Go and do some voluntary bomb disposal work in Laos where you dropped two million tons of bombs on a country you were never at war with.
            Or; go to Vietnam and help children disfigured by your chemical warfare weapons.
            You think you can beat China in the East China Sea area you are sadly mistaken.
            Even Okinawan American military bases would not last 48 hours against China if you start a conventional war there.
            Check out your Rand Corporation experts recent analysis; best stay safe and stay the other side of the Pacific pal; Western Pacific is Chinese now.

          • John33

            That really funny. So regime change in the last 20 years…..our one and only unjustified one was Iraq. Bad mistake. Bad intelligence. Afghanistan wasn’t regime change. It was give up osama who you are sheltering or we attack. They didnt. We attacked. They fled. Remember that the Afghans did all the initial fighting to oust the taliban. Northern alliance ring any bells? Libya was mostly France, England and Italy. Did the US participate? Yes. But to support our allies. Vietnam is blaming the US for children born with genetic problems. Isn’t that the case in all nations of the world? It is. But you wish to blame the US. My guess is that you are Chinese with a name like “Aussie Andrew”. It’s a little transparent. As far as the East China Sea, the US won’t be the aggressors, but we will gladly send your navy to the ocean floor if you attack. Remember, even by their own admission they are still at least a decade behind the US in technology. The US says it’s more like 20 years. Either or. If you are feeling froggy…just leap. On the slight chance you actually are an Aussie, which I have a hard time believing, if you think the nation that killed 50 million of its own citizens during the revolution will deal with Australia favorably if it ever can defeat the US, you are a fool. I find it ironic that an Aussie would be so damning to the only power who would be willing to fight and die to save your country in difference to to a brutal nation that doesn’t believe in individual rights. Just ask Hong Kong how much they like living under Chinese tyranny. Poor, poor deluded Chinese pla propagandist…ooops I mean Australian. Haha. Funny, during the Manchurian occupation and slaughter, you didn’t want us to “stay on our side of the pacific”. In fact our blockade of Japan, is what got us into WWII. Standing up for China got us into a war. You’re welcome.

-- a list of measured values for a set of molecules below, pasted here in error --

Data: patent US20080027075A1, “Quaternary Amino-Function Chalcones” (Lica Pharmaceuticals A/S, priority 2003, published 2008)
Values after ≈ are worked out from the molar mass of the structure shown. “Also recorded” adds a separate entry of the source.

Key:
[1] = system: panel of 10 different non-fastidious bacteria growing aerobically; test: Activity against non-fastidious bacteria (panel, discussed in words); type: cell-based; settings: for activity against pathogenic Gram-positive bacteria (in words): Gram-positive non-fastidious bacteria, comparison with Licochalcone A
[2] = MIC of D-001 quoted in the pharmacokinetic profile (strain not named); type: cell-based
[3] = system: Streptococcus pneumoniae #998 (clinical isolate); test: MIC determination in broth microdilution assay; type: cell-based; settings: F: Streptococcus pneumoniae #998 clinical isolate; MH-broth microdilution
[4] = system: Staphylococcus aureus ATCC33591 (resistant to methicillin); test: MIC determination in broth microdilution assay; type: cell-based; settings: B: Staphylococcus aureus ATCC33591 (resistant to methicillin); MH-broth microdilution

• sferrin

            ROFL!!! You go girl!

          • sferrin

            Would be like the US claiming the entire Gulf of Mexico and everything encompassed by California / Hawaii / Alaska

          • John33

            It would be exactly like that. That’s why we don’t make those areas part of our sovereign territory.

      • Aussie Andrew

        It was a kangaroo court set up with a Japanese judge and NATO supporters and therefore China refused to attend as the biased result was easy to forecast..
        The Arbitration system is designed to arbitrate between two who disagree. There were never two parties at the tribunal (China did not attend) and so as far as any decision then China has every right to ignore it.
        Another point; UNCLOS has nothing to do with the tribunal and besides, USA has never ratified it.

    • sferrin

      That’s some serious butthurt “Bart”.

  • Matthew Schilling

    Now that it is typhoon season, perhaps mother nature can reclaim these islands, and cleanse them of Chinese pollution.

  • FelixA9

    ” it is likely Stethem conducted an innocent passage past”

    I sure hope not. That would be worse than doing nothing.

  • Aussie Andrew

    South China Sea;
    China Sea;
    China Sea;
    China Sea.
    Get used to it.

    • sferrin

      Those are some powerful drugs you’re smokin’.

  • kye154

    National Geographic recently ran several detailed articles about the underlying problems of the South China sea. It is very much like the series of Iceland-Great Britain Cod wars (1958 to 1976), and has evolved into becoming a competing turf battle with the adjacent nations, when conservation measures could have easily rectified the problem of over exploitation of native fish stocks, (like fish farming, similar to what the Canadians do with Salmon). The U.S. seems to not understand that, and has offered no solutions to the problem with those nations bordering the South China Sea, except to send naval ships through the contested area on the fatuous claim of “Freedom of Navigation”. Beyond that, the U.S. really has no national interests in the South China Sea, and putting its sailors at risk of getting killed over that, begs any logical explanation. But, it should not go without saying, the U.S. has done dumb things before. Seems like that is standard U.S. policy and practice..